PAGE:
The Australian Government continues to demonstrate its support for the nascent hydrogen sector with the Australian Renewable Energy Agency (ARENA) providing $2.6m in funding to Horizon Power for the country’s first renewable hydrogen microgrid.

The project in Denham, Western Australia, will be a first-of-its-kind demonstration that will utilise solar and renewable hydrogen generation and storage to provide 526 megawatt hours per annum of dispatchable renewable electricity, enough to power the equivalent of 100 residential homes.

It will consist of a 384 kilowatt (kW) hydrogen electrolyser with accompanying compression and storage and 100kW fuel cell, alongside 704kW of solar that will power the electrolyser.

Hydrogen produced by the electrolyser can be stored for use later in the fuel cell to deliver electricity when it is needed.

The plant will be connected to the Denham hybrid power station system.

Microgrids are expected to be increasingly cost-effective solutions for the delivery of low-cost, low-emissions energy to regional communities and industries that are either on the fringes or off the grid.

ARENA’s funding is in addition to $5.7m provided by the Western Australia state government under its Recovery Plan and a further $1m from the Western Australia Renewable Hydrogen Fund.

While the renewable hydrogen project is currently not commercially viable, it is aimed at testing the technical capability of hydrogen as a dispatchable power source in remote power systems to test and improve the competitiveness of the technology.

If the project is successful, Horizon Power will look to scale up the solution with increased hydrogen and solar penetration and replicate the technology in other remote power systems across its portfolio.

Construction of the plant will start in August 2021, with commissioning to commence in December.

Renewable hydrogen could replace diesel

ARENA chief executive Darren Miller says the demonstration would be a great test case for assessing the potential for renewable hydrogen to displace diesel for energy generation in remote communities across Australia.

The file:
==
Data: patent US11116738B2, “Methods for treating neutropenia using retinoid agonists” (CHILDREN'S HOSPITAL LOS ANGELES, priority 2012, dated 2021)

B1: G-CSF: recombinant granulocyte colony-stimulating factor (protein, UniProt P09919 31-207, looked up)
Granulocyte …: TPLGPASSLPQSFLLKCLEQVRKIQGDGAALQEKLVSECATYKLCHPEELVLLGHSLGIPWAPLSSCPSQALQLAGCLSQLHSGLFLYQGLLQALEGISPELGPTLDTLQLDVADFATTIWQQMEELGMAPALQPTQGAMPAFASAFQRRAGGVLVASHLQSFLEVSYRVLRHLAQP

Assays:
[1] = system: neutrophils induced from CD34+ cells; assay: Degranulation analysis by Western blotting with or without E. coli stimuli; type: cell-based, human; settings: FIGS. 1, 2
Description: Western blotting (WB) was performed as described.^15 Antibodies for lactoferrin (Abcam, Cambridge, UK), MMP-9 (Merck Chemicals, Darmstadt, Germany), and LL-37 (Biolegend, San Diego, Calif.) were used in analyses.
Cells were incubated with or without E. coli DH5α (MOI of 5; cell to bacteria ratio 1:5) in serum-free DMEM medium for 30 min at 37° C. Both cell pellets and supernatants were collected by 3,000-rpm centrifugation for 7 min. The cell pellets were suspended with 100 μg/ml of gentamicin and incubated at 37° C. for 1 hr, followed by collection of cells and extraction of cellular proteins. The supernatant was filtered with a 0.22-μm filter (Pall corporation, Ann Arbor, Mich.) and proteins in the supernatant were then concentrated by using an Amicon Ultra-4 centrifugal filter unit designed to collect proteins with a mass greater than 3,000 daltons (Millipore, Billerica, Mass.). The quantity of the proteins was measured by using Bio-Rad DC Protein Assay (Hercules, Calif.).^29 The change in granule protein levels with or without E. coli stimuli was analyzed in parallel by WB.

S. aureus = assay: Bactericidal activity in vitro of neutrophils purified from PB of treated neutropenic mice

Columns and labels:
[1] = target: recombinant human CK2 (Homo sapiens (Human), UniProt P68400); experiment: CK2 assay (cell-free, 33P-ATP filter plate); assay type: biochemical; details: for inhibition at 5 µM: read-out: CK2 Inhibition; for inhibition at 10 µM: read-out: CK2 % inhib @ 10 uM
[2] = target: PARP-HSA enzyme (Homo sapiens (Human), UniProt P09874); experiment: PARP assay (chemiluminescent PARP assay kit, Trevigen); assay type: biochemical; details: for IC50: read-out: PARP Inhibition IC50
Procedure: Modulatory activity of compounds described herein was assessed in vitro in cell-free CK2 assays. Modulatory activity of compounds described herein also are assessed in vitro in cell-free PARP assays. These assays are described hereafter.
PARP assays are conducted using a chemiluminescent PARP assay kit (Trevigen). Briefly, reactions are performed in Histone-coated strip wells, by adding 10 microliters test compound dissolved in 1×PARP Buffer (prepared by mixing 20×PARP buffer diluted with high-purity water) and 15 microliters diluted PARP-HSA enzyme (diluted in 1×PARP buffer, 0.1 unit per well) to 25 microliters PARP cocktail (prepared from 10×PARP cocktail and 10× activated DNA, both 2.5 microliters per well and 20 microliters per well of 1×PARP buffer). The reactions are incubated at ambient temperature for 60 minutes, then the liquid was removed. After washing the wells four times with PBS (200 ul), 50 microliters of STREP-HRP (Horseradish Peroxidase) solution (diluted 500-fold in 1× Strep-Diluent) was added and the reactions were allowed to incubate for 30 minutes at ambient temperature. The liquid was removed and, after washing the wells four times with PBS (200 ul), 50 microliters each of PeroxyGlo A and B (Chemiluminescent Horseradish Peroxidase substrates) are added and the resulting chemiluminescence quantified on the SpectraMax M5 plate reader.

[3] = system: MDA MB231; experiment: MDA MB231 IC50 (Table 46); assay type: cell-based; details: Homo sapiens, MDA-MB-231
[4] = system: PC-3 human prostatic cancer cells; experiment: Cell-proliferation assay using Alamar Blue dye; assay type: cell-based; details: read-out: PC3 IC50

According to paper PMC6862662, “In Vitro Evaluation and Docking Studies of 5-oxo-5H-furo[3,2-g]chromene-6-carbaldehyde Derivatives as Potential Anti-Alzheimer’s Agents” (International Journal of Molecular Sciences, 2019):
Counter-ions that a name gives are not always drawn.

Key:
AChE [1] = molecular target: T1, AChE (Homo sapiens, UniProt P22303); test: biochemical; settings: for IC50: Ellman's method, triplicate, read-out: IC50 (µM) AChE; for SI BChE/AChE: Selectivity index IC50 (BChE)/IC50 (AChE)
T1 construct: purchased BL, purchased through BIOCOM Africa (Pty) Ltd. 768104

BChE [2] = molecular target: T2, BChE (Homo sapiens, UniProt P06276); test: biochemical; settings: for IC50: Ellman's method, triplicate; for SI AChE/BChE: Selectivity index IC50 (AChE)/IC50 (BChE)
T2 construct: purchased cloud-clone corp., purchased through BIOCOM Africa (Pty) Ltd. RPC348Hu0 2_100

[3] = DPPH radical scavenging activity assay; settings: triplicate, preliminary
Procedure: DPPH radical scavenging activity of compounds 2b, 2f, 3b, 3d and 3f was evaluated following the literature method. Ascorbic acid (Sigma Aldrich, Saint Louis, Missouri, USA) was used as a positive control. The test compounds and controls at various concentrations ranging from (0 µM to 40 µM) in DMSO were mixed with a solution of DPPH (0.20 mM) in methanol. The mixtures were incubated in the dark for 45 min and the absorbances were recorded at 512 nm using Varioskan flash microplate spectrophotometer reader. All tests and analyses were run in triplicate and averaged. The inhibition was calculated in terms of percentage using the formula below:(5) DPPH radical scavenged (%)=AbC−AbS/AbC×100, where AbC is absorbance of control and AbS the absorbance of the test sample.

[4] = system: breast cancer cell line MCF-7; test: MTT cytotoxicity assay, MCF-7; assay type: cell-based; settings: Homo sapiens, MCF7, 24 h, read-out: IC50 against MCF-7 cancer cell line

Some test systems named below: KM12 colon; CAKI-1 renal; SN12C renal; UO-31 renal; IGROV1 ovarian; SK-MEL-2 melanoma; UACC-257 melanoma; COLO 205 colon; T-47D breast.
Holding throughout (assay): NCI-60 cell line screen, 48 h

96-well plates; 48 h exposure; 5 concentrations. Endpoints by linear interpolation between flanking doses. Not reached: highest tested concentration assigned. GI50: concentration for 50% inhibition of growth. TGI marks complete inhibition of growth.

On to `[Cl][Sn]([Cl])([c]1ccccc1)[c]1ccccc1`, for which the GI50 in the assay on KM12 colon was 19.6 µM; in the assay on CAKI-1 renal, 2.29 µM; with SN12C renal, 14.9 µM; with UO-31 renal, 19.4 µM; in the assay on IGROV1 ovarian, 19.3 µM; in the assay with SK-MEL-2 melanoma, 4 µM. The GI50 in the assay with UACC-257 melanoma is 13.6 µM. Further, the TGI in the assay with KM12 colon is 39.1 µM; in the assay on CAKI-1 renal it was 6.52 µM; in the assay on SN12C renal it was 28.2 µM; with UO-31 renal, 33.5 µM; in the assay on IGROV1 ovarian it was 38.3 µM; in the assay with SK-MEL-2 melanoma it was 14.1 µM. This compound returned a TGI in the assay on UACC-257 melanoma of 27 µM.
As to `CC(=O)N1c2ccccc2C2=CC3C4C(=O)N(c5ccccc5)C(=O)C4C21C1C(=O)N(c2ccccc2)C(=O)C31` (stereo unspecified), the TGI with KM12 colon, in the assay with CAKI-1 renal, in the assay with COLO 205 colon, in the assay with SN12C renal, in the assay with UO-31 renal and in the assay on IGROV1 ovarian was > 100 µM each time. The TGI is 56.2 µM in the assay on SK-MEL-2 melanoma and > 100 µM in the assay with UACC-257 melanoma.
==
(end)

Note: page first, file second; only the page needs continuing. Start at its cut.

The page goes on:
“Remote and off-grid communities like Denham suffer from high energy costs due to costly diesel-based energy generation systems,” he explained.

“The potential for these communities to generate, store and use their own renewable energy could simultaneously reduce costs and reduce emissions without sacrificing the reliability of energy supply.

“With projects like this and our $70 million commercial scale funding round, ARENA is hoping to reduce the overall cost of producing renewable hydrogen, in line with the National Hydrogen Strategy.”

Miller added that while clean hydrogen could be a major export industry, it could be used in the near term for domestic purposes.

Federal Minister for Energy and Emissions Reduction, Angus Taylor, reinforced this saying that prioritising hydrogen under the Technology Investment Roadmap and backing projects like Denham would demonstrate how renewable hydrogen can form part of Australia’s energy mix to drive down prices and reduce emissions.

Origin teams up with Japanese manufacturer

It is not just the Australian government that is betting on renewable hydrogen.

Energy provider Origin Energy (ASX:ORG) is working with Japan’s Kawasaki Heavy Industries on a green liquid hydrogen export project in Townsville, Queensland.

A feasibility study for the initial 300 megawatt hydrogen export and domestic supply project has already been completed and the company is aiming to start front-end engineering and design in 2021.

It is also collaborating with Jemena on the Western Sydney Green Gas project that seeks to produce green hydrogen and demonstrate connection across gas and electricity gains.

The Sydney Morning Herald quoted Origin general manager of future fuels Felicity Underhill as saying that renewable hydrogen has tremendous potential to support decarbonisation in Australia and overseas.

“Origin has been exploring how hydrogen can best fit into Australia’s energy system and is progressing a number of opportunities,” Underhill said.